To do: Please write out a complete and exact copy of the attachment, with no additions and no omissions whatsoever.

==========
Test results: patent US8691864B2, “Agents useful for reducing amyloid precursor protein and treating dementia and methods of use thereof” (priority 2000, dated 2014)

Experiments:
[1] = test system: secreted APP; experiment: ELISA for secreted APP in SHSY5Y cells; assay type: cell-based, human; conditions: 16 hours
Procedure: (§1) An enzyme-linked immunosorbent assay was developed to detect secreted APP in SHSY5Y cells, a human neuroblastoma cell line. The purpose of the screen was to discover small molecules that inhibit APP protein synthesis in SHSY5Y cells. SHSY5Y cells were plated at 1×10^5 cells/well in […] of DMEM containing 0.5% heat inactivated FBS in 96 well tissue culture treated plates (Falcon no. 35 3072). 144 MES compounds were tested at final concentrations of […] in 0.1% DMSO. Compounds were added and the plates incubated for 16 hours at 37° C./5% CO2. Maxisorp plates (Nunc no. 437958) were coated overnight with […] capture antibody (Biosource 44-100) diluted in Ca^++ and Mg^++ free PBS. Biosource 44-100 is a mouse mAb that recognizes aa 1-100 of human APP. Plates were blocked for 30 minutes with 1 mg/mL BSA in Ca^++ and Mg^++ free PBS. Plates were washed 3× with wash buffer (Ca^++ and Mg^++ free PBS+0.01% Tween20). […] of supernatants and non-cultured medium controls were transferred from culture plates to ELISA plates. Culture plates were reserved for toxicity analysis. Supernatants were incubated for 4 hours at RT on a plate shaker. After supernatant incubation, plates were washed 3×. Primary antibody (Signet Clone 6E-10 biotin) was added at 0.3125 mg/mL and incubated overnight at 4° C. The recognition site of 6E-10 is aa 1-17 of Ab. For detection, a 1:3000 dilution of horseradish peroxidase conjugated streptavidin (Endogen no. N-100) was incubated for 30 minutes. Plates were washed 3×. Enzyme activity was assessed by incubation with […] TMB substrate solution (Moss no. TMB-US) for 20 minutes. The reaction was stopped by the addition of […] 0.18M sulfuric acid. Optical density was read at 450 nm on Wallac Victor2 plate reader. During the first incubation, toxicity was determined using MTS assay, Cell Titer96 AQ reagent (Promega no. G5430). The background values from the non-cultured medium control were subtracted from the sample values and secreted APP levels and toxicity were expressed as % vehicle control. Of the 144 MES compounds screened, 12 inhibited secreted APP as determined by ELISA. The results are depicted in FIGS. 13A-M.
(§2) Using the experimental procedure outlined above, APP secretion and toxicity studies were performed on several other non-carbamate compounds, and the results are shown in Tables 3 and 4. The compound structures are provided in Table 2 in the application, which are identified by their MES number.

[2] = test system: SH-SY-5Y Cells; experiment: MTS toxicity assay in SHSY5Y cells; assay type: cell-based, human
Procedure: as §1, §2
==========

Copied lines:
Test results: patent US8691864B2, “Agents useful for reducing amyloid precursor protein and treating dementia and methods of use thereof” (priority 2000, dated 2014)

Experiments:
[1] = test system: secreted APP; experiment: ELISA for secreted APP in SHSY5Y cells; assay type: cell-based, human; conditions: 16 hours
Procedure: (§1) An enzyme-linked immunosorbent assay was developed to detect secreted APP in SHSY5Y cells, a human neuroblastoma cell line. The purpose of the screen was to discover small molecules that inhibit APP protein synthesis in SHSY5Y cells. SHSY5Y cells were plated at 1×10^5 cells/well in […] of DMEM containing 0.5% heat inactivated FBS in 96 well tissue culture treated plates (Falcon no. 35 3072). 144 MES compounds were tested at final concentrations of […] in 0.1% DMSO. Compounds were added and the plates incubated for 16 hours at 37° C./5% CO2. Maxisorp plates (Nunc no. 437958) were coated overnight with […] capture antibody (Biosource 44-100) diluted in Ca^++ and Mg^++ free PBS. Biosource 44-100 is a mouse mAb that recognizes aa 1-100 of human APP. Plates were blocked for 30 minutes with 1 mg/mL BSA in Ca^++ and Mg^++ free PBS. Plates were washed 3× with wash buffer (Ca^++ and Mg^++ free PBS+0.01% Tween20). […] of supernatants and non-cultured medium controls were transferred from culture plates to ELISA plates. Culture plates were reserved for toxicity analysis. Supernatants were incubated for 4 hours at RT on a plate shaker. After supernatant incubation, plates were washed 3×. Primary antibody (Signet Clone 6E-10 biotin) was added at 0.3125 mg/mL and incubated overnight at 4° C. The recognition site of 6E-10 is aa 1-17 of Ab. For detection, a 1:3000 dilution of horseradish peroxidase conjugated streptavidin (Endogen no. N-100) was incubated for 30 minutes. Plates were washed 3×. Enzyme activity was assessed by incubation with […] TMB substrate solution (Moss no. TMB-US) for 20 minutes. The reaction was stopped by the addition of […] 0.18M sulfuric acid. Optical density was read at 450 nm on Wallac Victor2 plate reader. During the first incubation, toxicity was determined using MTS assay, Cell Titer96 AQ reagent (Promega no. G5430). The background values from the non-cultured medium control were subtracted from the sample values and secreted APP levels and toxicity were expressed as % vehicle control. Of the 144 MES compounds screened, 12 inhibited secreted APP as determined by ELISA. The results are depicted in FIGS. 13A-M.
(§2) Using the experimental procedure outlined above, APP secretion and toxicity studies were performed on several other non-carbamate compounds, and the results are shown in Tables 3 and 4. The compound structures are provided in Table 2 in the application, which are identified by their MES number.

[2] = test system: SH-SY-5Y Cells; experiment: MTS toxicity assay in SHSY5Y cells; assay type: cell-based, human
Procedure: as §1, §2